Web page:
Interactive Demo
The AlienVault Blogs: Taking On Today’s Threats
Latest

The most recent posts from across the AlienVault blogs.

Labs

Late-breaking discoveries and in-depth analysis.

How-To

Practical, how-to advice, tips and guidance.

Hot

Perspectives on trends and industry happenings.

Attackers abusing Internet Explorer to enumerate software and detect security products

During the last few years we have seen an increase on the number of malicious actors using tricks and browser vulnerabilities to enumerate the software that is running on the victim’s system using Internet Explorer.

In this blog post we will describe some of the techniques that attackers are using to perform reconnaisance that gives them information for future attacks. We have also seen these techniques being used to decide whether or not they exploit the victim based on detected Antivirus, versions of potential vulnerable software or the presence of certain security features such as Enhanced Mitigation Experience Toolkit EMET. EMET is a Microsoft tool that uses security mitigation to prevent vulnerabilities from being successfully exploited.  This makes it more difficult for attackers – so they would prefer to avoid it.

1. Abusing res:\\

 The first technique we are describing affects Internet Explorer 8 and earlier. Internet Explorer blocks attempts to access the local file system using “file://” but it used to be possible to access image files within a resource section of a DLL/EXE. In a previous blog post we mentioned how attackers were using this technique as part of a waterhole campaign affecting a Thailand NGO. In that case we found the following code in the HTML of the affected website:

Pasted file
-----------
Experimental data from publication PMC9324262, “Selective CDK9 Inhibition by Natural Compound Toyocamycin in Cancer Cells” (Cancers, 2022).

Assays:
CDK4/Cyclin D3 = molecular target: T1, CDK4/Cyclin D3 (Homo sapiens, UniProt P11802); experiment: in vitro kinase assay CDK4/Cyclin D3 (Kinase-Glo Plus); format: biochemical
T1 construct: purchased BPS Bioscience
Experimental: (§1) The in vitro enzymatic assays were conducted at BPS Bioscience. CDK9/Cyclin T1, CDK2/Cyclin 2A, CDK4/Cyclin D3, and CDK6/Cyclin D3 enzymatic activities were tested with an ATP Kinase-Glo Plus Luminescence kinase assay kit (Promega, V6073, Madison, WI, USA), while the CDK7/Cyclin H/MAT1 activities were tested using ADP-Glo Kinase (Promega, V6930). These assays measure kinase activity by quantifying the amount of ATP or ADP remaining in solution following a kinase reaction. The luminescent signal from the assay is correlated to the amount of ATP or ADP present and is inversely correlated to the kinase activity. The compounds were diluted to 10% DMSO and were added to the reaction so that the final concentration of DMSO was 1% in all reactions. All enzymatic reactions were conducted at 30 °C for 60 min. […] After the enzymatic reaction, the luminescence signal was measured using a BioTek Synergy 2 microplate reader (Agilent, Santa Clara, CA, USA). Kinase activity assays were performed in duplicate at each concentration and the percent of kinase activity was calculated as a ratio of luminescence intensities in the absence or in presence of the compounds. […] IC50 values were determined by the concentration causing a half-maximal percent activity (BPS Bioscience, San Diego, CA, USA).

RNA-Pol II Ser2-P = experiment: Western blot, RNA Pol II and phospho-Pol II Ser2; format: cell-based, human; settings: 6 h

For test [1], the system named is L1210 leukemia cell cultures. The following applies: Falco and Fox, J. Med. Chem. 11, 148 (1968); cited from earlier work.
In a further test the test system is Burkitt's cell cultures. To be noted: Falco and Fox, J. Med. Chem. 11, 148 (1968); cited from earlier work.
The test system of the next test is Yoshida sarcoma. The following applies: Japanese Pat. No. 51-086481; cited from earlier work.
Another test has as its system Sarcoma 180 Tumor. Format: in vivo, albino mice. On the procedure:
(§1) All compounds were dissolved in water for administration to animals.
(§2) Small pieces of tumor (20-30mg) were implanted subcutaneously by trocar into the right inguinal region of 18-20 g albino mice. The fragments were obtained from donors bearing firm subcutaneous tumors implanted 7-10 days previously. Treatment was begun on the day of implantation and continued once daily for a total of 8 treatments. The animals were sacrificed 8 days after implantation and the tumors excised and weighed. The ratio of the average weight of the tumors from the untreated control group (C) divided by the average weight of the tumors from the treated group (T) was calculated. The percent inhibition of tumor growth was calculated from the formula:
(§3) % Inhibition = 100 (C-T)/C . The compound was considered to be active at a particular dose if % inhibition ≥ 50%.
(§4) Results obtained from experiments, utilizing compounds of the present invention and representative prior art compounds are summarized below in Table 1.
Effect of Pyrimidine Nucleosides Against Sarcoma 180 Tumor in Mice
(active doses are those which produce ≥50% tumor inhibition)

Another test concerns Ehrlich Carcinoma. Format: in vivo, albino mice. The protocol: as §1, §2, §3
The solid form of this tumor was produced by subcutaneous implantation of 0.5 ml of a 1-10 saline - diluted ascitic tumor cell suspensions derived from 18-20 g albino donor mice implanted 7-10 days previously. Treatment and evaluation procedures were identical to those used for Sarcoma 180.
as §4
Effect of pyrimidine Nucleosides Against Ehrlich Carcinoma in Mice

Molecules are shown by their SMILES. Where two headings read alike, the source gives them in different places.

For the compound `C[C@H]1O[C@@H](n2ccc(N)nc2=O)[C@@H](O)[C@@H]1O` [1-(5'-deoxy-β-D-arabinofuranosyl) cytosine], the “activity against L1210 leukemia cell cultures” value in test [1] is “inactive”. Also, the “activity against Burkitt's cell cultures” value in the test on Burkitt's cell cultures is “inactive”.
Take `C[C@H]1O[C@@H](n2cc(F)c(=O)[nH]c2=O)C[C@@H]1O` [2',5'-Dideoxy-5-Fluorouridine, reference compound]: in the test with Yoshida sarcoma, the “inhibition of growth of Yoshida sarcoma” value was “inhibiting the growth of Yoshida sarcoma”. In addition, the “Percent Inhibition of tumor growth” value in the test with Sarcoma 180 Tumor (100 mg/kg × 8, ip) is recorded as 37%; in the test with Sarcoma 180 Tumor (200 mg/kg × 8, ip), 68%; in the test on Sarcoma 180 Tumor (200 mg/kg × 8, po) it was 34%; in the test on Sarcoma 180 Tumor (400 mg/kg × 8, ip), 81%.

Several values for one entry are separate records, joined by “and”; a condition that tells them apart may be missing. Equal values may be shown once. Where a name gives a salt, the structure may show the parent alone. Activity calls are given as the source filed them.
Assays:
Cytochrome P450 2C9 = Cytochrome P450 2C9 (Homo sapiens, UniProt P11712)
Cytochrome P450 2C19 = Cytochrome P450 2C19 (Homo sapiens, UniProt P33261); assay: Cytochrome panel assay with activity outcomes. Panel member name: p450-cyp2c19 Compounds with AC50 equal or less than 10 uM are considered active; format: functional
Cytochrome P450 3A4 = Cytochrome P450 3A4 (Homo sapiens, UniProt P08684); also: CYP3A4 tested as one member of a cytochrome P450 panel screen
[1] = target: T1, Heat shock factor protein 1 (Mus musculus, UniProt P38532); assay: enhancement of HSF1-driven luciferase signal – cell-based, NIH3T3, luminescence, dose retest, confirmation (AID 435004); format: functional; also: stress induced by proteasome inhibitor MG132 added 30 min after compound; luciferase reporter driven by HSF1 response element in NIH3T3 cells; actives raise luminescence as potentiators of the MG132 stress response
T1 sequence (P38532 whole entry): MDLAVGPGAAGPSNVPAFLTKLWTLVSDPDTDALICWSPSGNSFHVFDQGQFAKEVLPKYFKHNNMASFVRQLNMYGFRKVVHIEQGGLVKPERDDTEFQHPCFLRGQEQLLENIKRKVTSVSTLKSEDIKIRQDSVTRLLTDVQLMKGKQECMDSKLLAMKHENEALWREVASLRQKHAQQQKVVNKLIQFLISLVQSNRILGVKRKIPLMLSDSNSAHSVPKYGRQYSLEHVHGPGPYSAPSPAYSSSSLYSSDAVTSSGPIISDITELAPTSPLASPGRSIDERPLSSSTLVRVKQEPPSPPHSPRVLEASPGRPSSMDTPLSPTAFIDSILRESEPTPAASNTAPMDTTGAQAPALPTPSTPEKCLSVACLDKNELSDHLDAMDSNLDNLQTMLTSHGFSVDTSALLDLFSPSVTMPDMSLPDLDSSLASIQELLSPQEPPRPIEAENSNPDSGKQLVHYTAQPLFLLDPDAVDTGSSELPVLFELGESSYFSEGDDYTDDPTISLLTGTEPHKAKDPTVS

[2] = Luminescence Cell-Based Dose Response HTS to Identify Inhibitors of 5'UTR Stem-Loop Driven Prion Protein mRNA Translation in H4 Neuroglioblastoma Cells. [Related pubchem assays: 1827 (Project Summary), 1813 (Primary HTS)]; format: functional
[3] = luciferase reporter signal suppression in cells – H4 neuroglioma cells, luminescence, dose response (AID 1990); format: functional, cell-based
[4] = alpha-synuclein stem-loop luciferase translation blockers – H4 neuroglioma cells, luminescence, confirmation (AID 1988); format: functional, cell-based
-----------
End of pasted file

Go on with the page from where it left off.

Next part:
The resList array contains a list of executable files with resource sections containing an image file. An example using explorer.exe:

 {id: 'Windows Explorer', res: 'res://explorer.exe/#2/#143'}

If we take a look at the resource sections present on explorer.exe we can find a resource named 143:

 

The resLis array contains a big list of executable files that is used to detect Antivirus software and VMware (probably to check if it is an analysis machine used by a security researcher):

The complete list of detected software is:

  •  Webroot
  •  Sophos
  •  Microsoft Security Client
  •  F-Secure
  •  BitDefender
  •  Norton Antivirus
  •  McAfee Antivirus
  •  Kingsoft Antivirus
  •  Avira Antivirus
  •  Kaspersky Antivirus
  •  360 AV
  •  ESET NOD32
  •  Trend Micro Internet Security
  •  Rising Antivirus
  • Vmware Player
  • Vmware Tools

We found similar code being used by the Sykipot actors in combination with a phishing scheme. In that case the list of software was much longer and it detected common software along with security products:

The list of detected software:

  • Microsoft Office (all versions)
  • WPS (Kingsoft Office)
  • Winrar
  • Winzip
  • 7z
  • Adobre Reader (all versions)
  • Skype
  • Microsoft Outlook (all versions)
  • Yahoo Messenger (all versions)
  • Flashget
  • Thunder
  • Emule
  • Serv-U
  • RAdmin
  • UltraVNC
  • pcAnywhere
  • RealVNC
  • Fetion
  • Google Talk
  • AliIM
  • POPO
  • ICQLite
  • ICQ
  • Tencent Messenger
  • Sina UC
  • QQ
  • BaihI
  • AIM
  • Microsoft Messenger
  • Windows Live MSN
  • Windows Media Player (all versions)
  • SSReader
  • PPStream
  • Storm Player
  • TTPlayer
  • Haojie SuperPlayer
  • Winamp
  • KuGoo
  • UltraEdit
  • Sylpheed
  • ACDSee
  • Photoshop
  • Foxmail
  • Gmail Notifier
  • Windows Live Mail
  • Adobe Media Player
  • Flash CS
  • Dreamwear
  • Fireworks
  • Delphi
  • Java
  • VMware Tools
  • Tracks Eraser
  • Microsoft Virtual PC
  • VMware
  • Microsoft ActiveSync
  • Microsoft .NET
  • PGP
  • CCClient
  • DriverGenius
  • Daemon Tools
  • MagicSet
  • Baidu Tool
  • Foxit Reader
  • MySQL Server (all versions)
  • SQLyog
  • Firefox
  • World IE
  • TT IE
  • Google Chrome
  • Maxthon
  • 360 IE
  • Opera
  • Safari
  • SaaYaa